Verbal (animal) fluency scores in age/grade appropriate minority children from low socioeconomic backgrounds
Two hundred-thirteen children in grades 1 through 8 were asked to rapidly generate as many names of animals as they could in 60 seconds. These children were age appropriate for their grade level in school, did not receive any form of special education services, and as a group showed (estimated) average intellectual ability. They were primarily from minority (particularly Hispanic) backgrounds and came from families with low socioeconomic status. Normative data are presented. Hierarchical multiple regression analysis revealed that the age range/grade level score accounted for 21.5% of the variability in fluency scores and the Vocabulary level of the child accounted for an additional 5.7%. Level of performance on this animal fluency task was not lower than what has been reported in primarily white children from middle socioeconomic backgrounds. (JINS, 2008, 14, 143–147.)(Received April 2 2007)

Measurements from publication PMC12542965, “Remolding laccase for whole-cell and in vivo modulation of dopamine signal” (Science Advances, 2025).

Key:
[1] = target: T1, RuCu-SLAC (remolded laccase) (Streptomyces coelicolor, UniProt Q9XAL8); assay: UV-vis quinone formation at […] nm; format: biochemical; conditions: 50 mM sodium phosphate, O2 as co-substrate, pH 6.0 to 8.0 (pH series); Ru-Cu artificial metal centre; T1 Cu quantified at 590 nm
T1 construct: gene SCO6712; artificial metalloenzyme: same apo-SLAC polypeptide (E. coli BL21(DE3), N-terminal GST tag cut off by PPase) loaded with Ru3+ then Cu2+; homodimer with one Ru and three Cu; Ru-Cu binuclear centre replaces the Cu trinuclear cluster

(Revised June 11 2007)
(Accepted June 11 2007)
Key Words: Semantic fluency; School-age children; Minority; Low socio-economic status; Norms; Developmental changes.
c1 Correspondence and reprint requests to: Dr. George P. Prigatano, Clinical Neuropsychology, Barrow Neurological Institute, St. Joseph's Hospital and Medical Center, 222 West Thomas Rd., Suite 315, Phoenix, Arizona 85013. E-mail: firstname.lastname@example.org